Chimerica In Crisis: Watch Free Video
The development of the economic relationship between the United States and China over the last 30 years has profoundly altered the structure of the global economy. It has been the centerpiece of Globalization. The world has been transformed by it, not just economically, but politically as well. In 2006, the historian Niall Ferguson coined the term Chimerica to describe that relationship.
Ferguson wrote: “Think of the United States and the People’s Republic not as two countries, but as one: Chimerica. It’s quite a place: just 13% of the world’s land surface, but a quarter of its population and fully a third of its economic output. What’s more, Chimerica has accounted for around 60% of global growth in the past five years.”
Indeed, looked at this way, Chimerica is the greatest economic superpower the world has ever known. Chimerican GDP is now $28 trillion – 36% of world GDP. Total credit in Chimerica is more than $85 trillion and Chimerican central bank assets are nearly $10 trillion.
Following the breakdown of the Bretton Woods International Monetary System in the early 1970s, Chimerica emerged due to a combination of market forces and coordinated US-Chinese government policies designed to bring it about and support its growth.
At its core, the Chimerican relationship worked as follows: Americans spent and imported, while the Chinese saved and exported. The US trade deficit with China rose from next to nothing in 1985 to US$367 billion in 2015. Over that same period, China’s central bank printed the equivalent of nearly US$4 trillion and lent most of it to the United States to finance the growing US debt.
Practically everyone in China benefited from this arrangement. In the United States, most of the benefits accrued to the wealthiest classes. The wages of the majority stagnated and income inequality increased. During the process, the structure of the US economy (and the global economy) was rebuilt around the new Chimerican reality.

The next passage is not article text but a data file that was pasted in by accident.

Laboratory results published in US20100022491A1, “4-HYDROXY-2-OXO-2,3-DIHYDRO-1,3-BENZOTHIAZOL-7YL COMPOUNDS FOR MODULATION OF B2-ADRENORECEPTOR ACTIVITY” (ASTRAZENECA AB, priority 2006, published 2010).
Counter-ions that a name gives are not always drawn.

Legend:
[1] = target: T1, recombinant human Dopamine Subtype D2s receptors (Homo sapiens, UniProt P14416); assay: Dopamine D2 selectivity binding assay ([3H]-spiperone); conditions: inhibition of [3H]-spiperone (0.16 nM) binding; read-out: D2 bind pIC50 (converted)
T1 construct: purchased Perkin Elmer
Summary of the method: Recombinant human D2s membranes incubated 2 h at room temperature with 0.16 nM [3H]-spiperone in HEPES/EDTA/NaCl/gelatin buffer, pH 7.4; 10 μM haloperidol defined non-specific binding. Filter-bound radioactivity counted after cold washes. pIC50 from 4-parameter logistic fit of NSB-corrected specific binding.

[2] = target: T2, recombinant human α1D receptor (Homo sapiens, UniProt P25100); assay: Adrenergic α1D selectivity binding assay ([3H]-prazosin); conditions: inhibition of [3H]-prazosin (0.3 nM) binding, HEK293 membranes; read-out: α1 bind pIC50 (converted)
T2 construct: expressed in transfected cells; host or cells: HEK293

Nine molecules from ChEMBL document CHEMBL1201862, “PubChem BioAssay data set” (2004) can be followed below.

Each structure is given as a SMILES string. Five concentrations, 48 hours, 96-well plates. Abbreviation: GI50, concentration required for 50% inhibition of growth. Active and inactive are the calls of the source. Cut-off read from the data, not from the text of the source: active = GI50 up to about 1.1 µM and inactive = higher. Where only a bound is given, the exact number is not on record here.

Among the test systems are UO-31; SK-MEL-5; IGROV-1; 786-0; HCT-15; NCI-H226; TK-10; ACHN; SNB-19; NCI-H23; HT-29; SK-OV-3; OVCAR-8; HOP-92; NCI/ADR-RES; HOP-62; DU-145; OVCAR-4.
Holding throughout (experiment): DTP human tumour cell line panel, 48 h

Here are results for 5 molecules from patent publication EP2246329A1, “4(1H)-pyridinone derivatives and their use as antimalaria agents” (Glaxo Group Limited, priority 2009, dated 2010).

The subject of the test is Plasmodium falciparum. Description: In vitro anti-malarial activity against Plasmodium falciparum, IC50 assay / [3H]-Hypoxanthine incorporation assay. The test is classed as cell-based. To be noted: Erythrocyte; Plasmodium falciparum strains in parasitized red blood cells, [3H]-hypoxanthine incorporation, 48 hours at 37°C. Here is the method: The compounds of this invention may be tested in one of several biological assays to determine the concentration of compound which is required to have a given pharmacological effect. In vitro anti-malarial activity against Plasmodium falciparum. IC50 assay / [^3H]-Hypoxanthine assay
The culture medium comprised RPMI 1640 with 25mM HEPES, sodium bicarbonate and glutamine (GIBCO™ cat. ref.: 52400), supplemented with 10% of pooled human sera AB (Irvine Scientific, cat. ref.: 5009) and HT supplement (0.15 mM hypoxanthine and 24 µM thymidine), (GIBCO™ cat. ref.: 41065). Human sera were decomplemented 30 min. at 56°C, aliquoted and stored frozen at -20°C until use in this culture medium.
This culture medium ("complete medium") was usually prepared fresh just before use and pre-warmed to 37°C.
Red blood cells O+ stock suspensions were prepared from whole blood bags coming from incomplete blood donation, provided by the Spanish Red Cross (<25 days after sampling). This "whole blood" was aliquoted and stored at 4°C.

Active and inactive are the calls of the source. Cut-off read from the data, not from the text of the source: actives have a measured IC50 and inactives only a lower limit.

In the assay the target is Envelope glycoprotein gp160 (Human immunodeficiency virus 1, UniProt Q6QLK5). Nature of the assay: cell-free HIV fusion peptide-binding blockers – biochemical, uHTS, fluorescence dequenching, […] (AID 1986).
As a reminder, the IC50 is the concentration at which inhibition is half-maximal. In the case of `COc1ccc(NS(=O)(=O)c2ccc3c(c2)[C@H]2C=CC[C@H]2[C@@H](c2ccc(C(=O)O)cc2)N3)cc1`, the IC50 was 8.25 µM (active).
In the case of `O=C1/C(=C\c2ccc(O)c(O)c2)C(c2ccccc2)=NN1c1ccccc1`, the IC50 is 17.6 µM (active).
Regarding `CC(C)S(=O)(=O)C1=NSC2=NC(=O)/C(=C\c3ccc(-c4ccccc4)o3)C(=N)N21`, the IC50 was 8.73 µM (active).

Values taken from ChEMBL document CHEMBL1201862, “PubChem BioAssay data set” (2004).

Chimerica is now on the brink of crisis, however. It is at risk of collapsing into a severe recession. If it does, the global ramifications will be devastating.
Since the crisis of 2008 began, US and Chinese interests have begun to diverge. Consequently, the Chimerican relationship has become increasingly frayed. The United States is no longer economically strong enough to keep up its end of the bargain, while China’s economic bubble has grown so large that it has become unstable domestically and destabilizing internationally.
With China now slowing sharply and the US unlikely to rebound, Chimerica is shifting from being the driver of global growth to being a drag on growth and a source of destabilizing deflation. In 2015, Chimerica’s imports contracted by 9%. Exports fell by 4%. Chimerican central bank assets shrank by 5%. Credit grew by only 4%. This hard landing has already dealt a severe blow to the global economy.
Further deterioration is likely. The weaker Chimerican growth becomes the more strained US-Chinese relations will become. If Chimerica ends in divorce involving trade tariffs, a global depression will follow. The consequences could be catastrophic, both economically and politically.
Over the last two months, I have made five Macro Watch videos on the economic hard landing now unfolding in China. Today, I would like to share the second of those videos with the Rich Dad community. It describes the mind-blowing investment boom that blew China’s economy into the largest economic bubble the world has ever witnessed. Here’s the link (just click and watch, no password is required):
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